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Milo Channels Rage into Poetry on ‘So The Flies Don’t Come’

Sep. 22, 2015
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Photo by Dalton Tarver

Though Milo’s flow hasn’t changed much on his latest album, So The Flies Don’t Come, his subject matter has. After several albums of personal confessions and philosophical ruminations, he still raps with a poet’s poise, in bone-dry wordplay plotted with the intricacy of a Sunday New York Times crossword puzzle, but now he’s focused on struggles far greater than his internal ones. “I’m not a scofflaw either / Born from the racial tensions between nigger rigs and MacGyvers / the difference between Quantum Leap and Sliders,” he raps on “An Encyclopedia,” one of the record’s many meditations on race. Midway through that song’s refrain about “people of color coloring,” he’s interrupted by an outraged voice that shouts, “Hey! You can’t do that!”
Plenty of black artists are all too familiar with that voice. It’s the voice of every white fan who polices the sentiments of the black musicians they follow, weighing in on exactly which messages are and aren’t in bounds. Lately Milo’s been hearing that voice a lot.

“I make a very specific type of rap, and my audience, for whatever reason, is largely white,” Milo says. “This was around the time it was when the conversation around race relations in our country was starting to get really intense, and I was finding that if I had anything to say about it online, there were people trying to put me in my place. These were people who maybe bought every record I’ve made and who have been to my shows in their city, and they were telling me how offended they were that I had anything to say about Darrien Hunt or Renisha McBride or whatever. They were writing me these horrible letters like, ‘I thought you were a responsible musician.’”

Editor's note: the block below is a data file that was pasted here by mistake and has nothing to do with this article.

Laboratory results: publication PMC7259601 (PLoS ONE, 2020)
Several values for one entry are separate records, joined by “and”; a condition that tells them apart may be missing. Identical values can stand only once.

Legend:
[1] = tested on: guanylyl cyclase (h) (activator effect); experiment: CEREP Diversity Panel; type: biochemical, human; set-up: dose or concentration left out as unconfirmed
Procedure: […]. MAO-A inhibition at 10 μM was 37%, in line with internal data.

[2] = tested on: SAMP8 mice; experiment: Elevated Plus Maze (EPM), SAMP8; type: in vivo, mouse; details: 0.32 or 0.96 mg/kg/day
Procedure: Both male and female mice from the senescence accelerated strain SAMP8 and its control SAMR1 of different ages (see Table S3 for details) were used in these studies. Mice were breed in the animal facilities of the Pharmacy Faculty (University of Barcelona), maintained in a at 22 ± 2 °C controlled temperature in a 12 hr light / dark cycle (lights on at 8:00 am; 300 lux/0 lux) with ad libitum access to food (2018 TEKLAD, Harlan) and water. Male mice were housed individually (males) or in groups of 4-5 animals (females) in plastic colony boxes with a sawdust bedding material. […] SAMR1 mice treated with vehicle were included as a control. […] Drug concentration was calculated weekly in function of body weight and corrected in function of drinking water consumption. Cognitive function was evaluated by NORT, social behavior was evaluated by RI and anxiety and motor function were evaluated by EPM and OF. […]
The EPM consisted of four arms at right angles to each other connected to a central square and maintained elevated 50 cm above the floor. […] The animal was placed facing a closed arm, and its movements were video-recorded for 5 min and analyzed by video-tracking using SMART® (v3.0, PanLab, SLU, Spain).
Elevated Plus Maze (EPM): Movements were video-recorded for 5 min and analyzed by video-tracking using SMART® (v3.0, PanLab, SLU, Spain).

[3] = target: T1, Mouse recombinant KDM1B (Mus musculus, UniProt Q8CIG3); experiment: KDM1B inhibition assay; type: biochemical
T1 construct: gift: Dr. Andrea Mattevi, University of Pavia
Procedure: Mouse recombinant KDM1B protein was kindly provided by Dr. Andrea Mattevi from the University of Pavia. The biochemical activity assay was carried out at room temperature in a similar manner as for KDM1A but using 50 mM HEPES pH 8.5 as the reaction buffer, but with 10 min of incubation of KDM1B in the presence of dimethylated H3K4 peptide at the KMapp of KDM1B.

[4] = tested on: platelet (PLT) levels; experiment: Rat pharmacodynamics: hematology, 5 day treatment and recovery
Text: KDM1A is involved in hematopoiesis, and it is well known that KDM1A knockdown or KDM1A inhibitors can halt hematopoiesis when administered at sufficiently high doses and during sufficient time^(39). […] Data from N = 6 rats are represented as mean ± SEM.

“That was interesting to me, because my music is so highly personal,” Milo continues. “I was like, ‘I see. So it’s cool when you’re sad and you might want to kill yourself or talk about Schopenhauer, but as soon as you cross this line and say the world is trying to kill people like me or people who look like me, your fans are like, ‘Shut up.’’ So I wanted to make my best record one that would be undeniable to that base, one that I knew would agitate them.”

The new political lean isn’t a stretch for Milo, whose music has always stemmed from what he describes as “a mourning.” He first began rapping when he was 19, after one of his best friends drowned in a public pool, and that sense of loss has carried through all of his records, even the more free-form ones he releases on the side as Scallops Hotel. “With Scallops Hotel you could be getting anything, because that’s my imaginarium,” he says, “but with Milo, I reserve that title for my bigger projects. Those are the ones I’d like people to listen to.”

And to be sure, So The Flies Don’t Come deserves that audience. Produced with Kenny Segal, the Los Angeles producer who shaped the sound of acts like Freestyle Fellowship and Haiku D’etat, it’s Milo’s most provocative album yet, as well as his most beautiful.

“It’s an album sourced in rage,” he says. “My old music wasn’t giving me any tools to confront my audience, so I had to make this album. Now when I play live it’s a whole different experience. Like, this show last night in Chicago, it was just confrontational. It’s interesting playing shows where the audience doesn’t know how to react.”

Alpha Pup Records will release Milo’s So The Flies Don’t Come on Sept. 25. Stream it below. For an extended conversation with Milo about race, responsibility and white fans saying the N-word, read this blog post.


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